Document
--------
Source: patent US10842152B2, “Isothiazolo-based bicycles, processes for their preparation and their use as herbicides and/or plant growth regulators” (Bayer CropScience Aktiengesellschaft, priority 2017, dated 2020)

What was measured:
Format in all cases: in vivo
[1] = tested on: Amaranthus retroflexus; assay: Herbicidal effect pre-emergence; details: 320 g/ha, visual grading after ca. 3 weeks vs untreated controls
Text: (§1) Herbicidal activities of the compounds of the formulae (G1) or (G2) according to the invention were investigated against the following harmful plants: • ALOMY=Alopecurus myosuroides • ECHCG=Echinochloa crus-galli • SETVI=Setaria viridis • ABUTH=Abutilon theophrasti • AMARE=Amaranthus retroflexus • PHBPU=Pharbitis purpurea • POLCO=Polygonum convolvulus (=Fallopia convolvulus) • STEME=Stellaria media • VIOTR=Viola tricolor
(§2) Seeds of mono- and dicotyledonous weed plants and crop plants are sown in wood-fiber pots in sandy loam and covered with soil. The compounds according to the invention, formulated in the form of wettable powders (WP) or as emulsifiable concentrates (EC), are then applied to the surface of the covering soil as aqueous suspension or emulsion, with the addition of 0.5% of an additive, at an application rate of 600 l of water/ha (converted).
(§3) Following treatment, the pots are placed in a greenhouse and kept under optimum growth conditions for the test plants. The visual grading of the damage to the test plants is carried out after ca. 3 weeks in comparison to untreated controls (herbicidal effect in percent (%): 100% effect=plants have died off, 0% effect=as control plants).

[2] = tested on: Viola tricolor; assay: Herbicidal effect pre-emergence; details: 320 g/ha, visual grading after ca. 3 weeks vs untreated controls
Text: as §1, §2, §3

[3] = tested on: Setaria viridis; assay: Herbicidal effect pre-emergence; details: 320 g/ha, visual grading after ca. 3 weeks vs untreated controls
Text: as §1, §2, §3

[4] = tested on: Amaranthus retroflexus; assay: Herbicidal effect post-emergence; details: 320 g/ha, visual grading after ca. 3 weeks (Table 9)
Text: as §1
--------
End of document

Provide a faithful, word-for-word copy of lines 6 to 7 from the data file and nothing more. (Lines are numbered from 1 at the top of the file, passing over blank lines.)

(§2) Seeds of mono- and dicotyledonous weed plants and crop plants are sown in wood-fiber pots in sandy loam and covered with soil. The compounds according to the invention, formulated in the form of wettable powders (WP) or as emulsifiable concentrates (EC), are then applied to the surface of the covering soil as aqueous suspension or emulsion, with the addition of 0.5% of an additive, at an application rate of 600 l of water/ha (converted).
(§3) Following treatment, the pots are placed in a greenhouse and kept under optimum growth conditions for the test plants. The visual grading of the damage to the test plants is carried out after ca. 3 weeks in comparison to untreated controls (herbicidal effect in percent (%): 100% effect=plants have died off, 0% effect=as control plants).